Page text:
Our Members Asked:
Are light boxes effective for preventing and treating seasonal affective disorder (SAD), also known as "winter depression," or circadian rhythm disorders such as jet lag? Which light boxes are best?
Light boxes, also known as bright light therapy boxes or phototherapy boxes, are promoted for relieving seasonal affective disorder (SAD) or "winter depression," and for certain circadian rhythm disorders. These products are designed to mimic outdoor light. Experts believe that exposure to light boxes helps suppress the release of melatonin, a hormone that maintains the sleep-wake cycle and that is overproduced in people with SAD, and increase the production of serotonin, a brain chemical that affects mood and tends to be lower in people with SAD. By normalizing levels of serotonin and melatonin, bright light therapy is believed to help regulate the body's daily rhythm to improve mood, sleep, and behavior (National Institute of Mental Health, Seasonal Affective Disorder Fact Sheet).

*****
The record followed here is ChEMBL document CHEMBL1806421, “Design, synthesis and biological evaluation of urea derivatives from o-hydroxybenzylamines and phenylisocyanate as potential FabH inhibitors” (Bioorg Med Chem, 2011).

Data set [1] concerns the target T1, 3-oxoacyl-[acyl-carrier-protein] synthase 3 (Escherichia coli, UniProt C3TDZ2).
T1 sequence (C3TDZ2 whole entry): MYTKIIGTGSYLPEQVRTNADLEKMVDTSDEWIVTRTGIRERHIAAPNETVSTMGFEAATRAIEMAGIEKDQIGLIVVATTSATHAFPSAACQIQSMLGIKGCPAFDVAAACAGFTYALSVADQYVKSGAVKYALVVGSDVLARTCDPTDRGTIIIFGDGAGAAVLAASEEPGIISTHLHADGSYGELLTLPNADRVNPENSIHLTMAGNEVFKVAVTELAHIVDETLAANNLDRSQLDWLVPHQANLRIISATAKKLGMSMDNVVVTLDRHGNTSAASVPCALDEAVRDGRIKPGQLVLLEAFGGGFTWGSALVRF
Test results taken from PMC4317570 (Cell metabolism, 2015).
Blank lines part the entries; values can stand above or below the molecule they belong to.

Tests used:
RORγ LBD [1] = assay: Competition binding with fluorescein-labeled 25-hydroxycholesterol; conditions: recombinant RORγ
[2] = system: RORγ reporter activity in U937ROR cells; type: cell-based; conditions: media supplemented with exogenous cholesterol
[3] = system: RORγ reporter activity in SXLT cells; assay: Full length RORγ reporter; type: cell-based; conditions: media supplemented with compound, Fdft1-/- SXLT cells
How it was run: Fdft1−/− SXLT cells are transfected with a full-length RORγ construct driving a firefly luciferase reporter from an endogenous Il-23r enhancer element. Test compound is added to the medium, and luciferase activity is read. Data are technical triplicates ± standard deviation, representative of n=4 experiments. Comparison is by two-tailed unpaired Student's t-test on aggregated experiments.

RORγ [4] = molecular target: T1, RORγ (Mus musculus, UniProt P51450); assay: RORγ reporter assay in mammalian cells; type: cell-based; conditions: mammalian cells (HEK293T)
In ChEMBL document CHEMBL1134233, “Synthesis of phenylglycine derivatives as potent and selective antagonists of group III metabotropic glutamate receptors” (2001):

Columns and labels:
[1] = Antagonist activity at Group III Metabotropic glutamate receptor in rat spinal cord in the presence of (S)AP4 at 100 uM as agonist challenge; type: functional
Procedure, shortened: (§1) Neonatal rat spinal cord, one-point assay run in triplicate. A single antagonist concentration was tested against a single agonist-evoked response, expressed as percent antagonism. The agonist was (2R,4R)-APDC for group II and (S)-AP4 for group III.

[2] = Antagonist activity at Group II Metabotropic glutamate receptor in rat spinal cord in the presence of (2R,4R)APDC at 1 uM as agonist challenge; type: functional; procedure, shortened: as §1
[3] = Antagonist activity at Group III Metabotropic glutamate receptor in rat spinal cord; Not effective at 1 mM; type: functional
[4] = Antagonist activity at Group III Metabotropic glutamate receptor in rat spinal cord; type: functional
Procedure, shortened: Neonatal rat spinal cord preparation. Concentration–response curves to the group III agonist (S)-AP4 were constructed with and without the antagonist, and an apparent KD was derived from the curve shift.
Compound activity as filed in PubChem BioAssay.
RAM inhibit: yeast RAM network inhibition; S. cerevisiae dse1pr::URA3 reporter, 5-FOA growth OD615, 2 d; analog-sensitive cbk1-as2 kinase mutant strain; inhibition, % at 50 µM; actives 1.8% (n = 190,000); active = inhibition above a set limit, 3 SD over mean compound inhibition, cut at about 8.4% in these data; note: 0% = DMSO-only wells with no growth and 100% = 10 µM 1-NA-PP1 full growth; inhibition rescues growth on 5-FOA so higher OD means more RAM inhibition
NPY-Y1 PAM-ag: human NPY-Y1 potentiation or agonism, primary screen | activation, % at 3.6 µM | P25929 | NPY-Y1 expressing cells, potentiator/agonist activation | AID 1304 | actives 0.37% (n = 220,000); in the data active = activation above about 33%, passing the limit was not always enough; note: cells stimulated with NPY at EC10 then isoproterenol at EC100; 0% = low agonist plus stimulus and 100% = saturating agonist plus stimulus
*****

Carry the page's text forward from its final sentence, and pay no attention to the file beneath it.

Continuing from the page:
Use of light boxes can help treat SAD in people with mild to moderate symptoms. It is unclear if light boxes help prevent SAD. Light boxes have shown modest benefit in improving sleep in people with certain circadian rhythm disorders. People considering light boxes for SAD should be sure to select a device that provides 10,000 lux of light at a specified distance from the device. The device should not emit a significant amount of UV light, and it should have a large, illuminated surface area.
Sign in for more details about the following:
- Are Light Boxes Effective for Treating or Preventing SAD?
- Who Is Most Likely to Benefit from a Light Box?
- How Should Light Boxes Be Used By People with SAD?
- Are Light Boxes Effective for Circadian Rhythm Disorders?
- Which Light Boxes Meet the Requirements? (See Our Recommendations)
- Is Light Therapy Safe? Who Should Not Use a Light Box?
- Are Light Boxes Covered By Insurance?
- Can You Make Your Own Light Box?